The good folks at the Association for Conflict Resolution of Greater New York and CUNY Dispute Resolution Center at John Jay College invited me to give a talk as part of their monthly breakfast series. Last week, I gave a presentation, Helping Parties Make Decisions About What’s Really Important, which synthesizes ideas I have been working on for a while. The audience was very engaged and although the program was scheduled for 90 minutes, some people stuck around for more than 30 minutes after the program formally ended. Here’s a link to the video and powerpoint from the presentation. This post addresses some of the provocative issues we discussed.
Our Main Job Is to Help Parties Make Decisions
My main premise is that our dispute resolution community fundamentally is about helping people make decisions about processes, procedures, and issues in managing their conflicts.
As I discussed in my post, What is (A)DR About?, our community not only includes private neutrals, administrators, researchers, etc., but we also include lawyer-representatives and judges. (This post uses the term “lawyers” referring to their work as representatives, distinguishing lawyers’ work as neutrals.) Litigation and trial are critically important dispute resolution processes in themselves (pp. 223-228). And lawyers and judges do a lot to promote dispute resolution outside of court. Obviously, litigation imposes substantial tangible and intangible costs and sometimes it is unnecessary, wasteful, and harmful. Of course, ADR processes also are very problematic at times, as many of us point out in our work. But all of these processes can be helpful, especially when they are well suited to particular parties and situations.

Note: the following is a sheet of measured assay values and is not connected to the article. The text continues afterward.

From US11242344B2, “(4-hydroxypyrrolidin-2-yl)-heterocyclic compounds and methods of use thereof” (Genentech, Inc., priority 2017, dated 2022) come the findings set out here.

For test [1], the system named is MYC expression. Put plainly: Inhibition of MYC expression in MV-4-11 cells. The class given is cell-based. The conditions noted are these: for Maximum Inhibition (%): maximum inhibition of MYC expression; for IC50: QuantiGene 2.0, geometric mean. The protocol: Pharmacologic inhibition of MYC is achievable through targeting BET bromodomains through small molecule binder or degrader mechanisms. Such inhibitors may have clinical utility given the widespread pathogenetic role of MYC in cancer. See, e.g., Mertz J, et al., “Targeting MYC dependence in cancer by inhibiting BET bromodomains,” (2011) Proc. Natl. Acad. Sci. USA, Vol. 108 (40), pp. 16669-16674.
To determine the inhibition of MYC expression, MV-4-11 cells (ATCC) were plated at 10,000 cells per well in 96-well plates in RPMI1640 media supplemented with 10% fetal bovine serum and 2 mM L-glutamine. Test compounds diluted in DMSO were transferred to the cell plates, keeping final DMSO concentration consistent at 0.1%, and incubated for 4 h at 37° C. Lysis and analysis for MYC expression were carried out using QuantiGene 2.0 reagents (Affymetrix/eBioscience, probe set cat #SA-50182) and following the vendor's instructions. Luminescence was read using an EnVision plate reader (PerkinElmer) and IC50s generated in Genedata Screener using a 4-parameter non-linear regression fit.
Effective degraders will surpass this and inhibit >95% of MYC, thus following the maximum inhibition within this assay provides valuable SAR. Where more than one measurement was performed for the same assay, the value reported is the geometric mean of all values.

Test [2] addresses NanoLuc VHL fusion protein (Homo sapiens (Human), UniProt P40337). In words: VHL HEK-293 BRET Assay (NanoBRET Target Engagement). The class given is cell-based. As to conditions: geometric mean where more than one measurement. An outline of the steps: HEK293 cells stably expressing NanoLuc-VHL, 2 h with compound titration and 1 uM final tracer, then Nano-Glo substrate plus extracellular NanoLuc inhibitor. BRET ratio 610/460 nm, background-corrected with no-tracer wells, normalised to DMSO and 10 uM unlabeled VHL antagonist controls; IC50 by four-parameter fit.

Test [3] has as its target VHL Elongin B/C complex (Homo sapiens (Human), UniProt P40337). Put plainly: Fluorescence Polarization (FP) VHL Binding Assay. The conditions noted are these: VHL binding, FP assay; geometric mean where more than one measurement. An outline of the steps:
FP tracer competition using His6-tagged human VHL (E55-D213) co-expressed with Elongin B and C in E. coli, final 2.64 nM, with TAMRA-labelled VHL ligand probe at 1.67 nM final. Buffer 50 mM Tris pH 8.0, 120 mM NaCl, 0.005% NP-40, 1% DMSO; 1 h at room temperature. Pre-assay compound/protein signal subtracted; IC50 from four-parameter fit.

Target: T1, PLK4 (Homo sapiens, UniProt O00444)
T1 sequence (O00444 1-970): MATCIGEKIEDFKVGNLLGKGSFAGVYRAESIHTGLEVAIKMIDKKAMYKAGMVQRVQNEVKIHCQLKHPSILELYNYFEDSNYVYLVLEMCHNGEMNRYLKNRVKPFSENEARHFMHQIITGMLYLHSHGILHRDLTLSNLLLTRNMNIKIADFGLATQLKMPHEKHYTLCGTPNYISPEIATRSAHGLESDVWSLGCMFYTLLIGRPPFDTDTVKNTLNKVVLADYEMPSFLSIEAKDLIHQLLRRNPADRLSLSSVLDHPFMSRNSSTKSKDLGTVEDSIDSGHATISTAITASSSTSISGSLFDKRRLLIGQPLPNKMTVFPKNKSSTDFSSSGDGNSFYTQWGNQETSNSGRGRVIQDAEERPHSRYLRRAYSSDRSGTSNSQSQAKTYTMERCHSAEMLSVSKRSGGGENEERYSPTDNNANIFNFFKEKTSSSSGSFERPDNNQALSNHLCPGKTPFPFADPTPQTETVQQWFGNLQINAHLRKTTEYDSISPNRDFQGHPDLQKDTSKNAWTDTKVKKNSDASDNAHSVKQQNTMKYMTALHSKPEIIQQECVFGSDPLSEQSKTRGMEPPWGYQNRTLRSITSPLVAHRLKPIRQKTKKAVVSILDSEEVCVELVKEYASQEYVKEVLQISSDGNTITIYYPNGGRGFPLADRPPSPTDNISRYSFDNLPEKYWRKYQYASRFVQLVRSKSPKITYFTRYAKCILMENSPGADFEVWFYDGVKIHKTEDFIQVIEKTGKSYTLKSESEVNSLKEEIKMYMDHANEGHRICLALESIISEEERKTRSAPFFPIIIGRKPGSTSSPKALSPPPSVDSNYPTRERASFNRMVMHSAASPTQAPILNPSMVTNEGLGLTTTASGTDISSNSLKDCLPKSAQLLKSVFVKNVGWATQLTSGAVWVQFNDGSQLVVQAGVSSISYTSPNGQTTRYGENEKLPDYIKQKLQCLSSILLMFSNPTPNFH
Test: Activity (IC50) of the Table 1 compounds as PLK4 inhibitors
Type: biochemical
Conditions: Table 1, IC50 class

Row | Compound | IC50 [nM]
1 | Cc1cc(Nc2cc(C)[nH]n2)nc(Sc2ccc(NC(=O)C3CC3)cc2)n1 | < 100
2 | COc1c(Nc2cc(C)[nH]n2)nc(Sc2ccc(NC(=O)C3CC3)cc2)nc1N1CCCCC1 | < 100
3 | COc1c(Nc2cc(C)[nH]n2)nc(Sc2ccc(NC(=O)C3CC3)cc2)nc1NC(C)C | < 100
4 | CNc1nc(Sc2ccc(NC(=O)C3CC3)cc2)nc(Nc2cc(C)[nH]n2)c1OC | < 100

Party decision-making is central to our work. Lawyers’ fundamental ethical duty is to help clients achieve their objectives by providing clients relevant information, understandable explanations, and candid advice. Mediators’ central role is to help parties make decisions. Even in arbitration and litigation cases, where adjudicators may make final decisions, parties may make many decisions along the way, including whether to settle.
Dispute resolution practitioners help parties navigate a complex system of dispute resolution processes and issues. Practitioners help parties assess their conflicts, and then select, design, and participate in processes for dealing with their disputes.
Some concepts can help practitioners help parties make good decisions in disputes by better:
Unfortunately, the basic concepts in our field are a hot mess. We rely on general models of negotiation and mediation that are extremely confusing, in part because they bundle together distinct variables that often aren’t bundled in real life.
We would do sooooooo much better to unbundle our traditional models. The following unbundled concepts, which are elements of traditional negotiation and mediation models, can help practitioners communicate more clearly and better plan, perform, and analyze their actions.
Types of Dispute Resolution Decisions
Factors to Consider in Resolving Issues
Parties’ and Practitioners’ Cognitions and Actions Relating to Counterparts
Lawyers’ and Mediators’ Actions Relating to Clients (with examples of variables noted in parentheses)
People often combine elements of different bundled models in a single case. For example, in an actual divorce case, the parties used counteroffer, interest-based, and norm-based processes to resolve different issues in the case (pp. 42-44).